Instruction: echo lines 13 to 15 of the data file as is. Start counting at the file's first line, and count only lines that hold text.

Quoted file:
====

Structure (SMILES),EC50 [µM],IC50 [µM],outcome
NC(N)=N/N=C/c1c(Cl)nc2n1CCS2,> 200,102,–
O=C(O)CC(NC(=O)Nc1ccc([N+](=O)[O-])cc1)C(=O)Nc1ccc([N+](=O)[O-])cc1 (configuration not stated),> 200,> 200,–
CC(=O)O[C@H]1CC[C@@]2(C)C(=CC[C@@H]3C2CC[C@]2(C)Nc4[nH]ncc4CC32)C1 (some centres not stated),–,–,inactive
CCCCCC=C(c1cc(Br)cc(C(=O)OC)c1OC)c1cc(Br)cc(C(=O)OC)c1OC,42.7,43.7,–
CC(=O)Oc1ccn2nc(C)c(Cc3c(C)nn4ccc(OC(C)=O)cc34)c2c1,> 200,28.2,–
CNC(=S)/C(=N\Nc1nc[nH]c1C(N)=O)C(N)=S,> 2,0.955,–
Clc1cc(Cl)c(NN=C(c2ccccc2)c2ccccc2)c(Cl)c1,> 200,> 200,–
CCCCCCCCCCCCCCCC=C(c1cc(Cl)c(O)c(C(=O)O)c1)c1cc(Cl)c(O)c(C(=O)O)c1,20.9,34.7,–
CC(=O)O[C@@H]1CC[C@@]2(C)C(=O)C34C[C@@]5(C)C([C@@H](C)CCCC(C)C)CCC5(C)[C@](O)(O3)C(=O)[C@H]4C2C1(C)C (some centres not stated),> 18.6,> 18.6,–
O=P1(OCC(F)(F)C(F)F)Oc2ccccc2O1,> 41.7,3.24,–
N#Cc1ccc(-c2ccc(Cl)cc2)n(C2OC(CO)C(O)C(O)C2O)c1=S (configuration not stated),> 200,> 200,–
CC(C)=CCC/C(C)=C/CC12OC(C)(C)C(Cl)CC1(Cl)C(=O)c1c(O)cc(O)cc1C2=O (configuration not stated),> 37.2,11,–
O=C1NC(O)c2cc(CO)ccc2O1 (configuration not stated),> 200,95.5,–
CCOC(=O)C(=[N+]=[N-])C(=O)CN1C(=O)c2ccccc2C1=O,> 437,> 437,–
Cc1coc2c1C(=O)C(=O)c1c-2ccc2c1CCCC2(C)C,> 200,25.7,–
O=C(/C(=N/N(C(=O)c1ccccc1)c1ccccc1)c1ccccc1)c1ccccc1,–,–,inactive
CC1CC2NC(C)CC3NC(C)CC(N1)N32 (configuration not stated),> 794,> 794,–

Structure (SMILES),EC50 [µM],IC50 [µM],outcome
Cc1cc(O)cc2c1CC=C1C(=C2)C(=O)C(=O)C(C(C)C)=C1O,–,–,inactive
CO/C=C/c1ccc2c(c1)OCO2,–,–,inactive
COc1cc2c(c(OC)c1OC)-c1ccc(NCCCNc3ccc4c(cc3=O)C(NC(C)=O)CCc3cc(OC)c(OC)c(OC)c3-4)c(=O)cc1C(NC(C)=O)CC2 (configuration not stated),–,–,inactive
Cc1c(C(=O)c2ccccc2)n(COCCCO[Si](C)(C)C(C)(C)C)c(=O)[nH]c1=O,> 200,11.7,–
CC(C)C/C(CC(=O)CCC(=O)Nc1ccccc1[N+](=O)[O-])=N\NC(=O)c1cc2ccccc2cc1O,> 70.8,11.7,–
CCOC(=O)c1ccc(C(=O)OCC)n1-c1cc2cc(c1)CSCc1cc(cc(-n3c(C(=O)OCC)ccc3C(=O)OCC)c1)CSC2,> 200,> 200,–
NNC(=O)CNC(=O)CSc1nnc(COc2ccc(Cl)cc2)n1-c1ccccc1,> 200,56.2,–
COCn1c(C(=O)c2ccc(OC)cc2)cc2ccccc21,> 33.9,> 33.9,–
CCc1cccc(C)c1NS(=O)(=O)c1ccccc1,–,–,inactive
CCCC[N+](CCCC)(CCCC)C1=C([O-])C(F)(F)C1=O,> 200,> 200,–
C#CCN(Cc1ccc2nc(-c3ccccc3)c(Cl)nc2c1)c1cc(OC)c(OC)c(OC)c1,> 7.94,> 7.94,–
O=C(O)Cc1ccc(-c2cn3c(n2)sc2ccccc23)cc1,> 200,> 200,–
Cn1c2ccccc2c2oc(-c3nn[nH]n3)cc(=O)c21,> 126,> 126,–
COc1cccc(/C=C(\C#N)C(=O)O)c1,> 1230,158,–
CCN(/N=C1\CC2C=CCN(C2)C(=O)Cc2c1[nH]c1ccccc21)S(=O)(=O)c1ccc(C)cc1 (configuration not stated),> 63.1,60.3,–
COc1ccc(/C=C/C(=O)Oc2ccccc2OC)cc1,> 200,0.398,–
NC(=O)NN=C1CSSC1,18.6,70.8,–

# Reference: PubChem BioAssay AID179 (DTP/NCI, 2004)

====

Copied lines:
CC(C)=CCC/C(C)=C/CC12OC(C)(C)C(Cl)CC1(Cl)C(=O)c1c(O)cc(O)cc1C2=O (configuration not stated),> 37.2,11,–
O=C1NC(O)c2cc(CO)ccc2O1 (configuration not stated),> 200,95.5,–
CCOC(=O)C(=[N+]=[N-])C(=O)CN1C(=O)c2ccccc2C1=O,> 437,> 437,–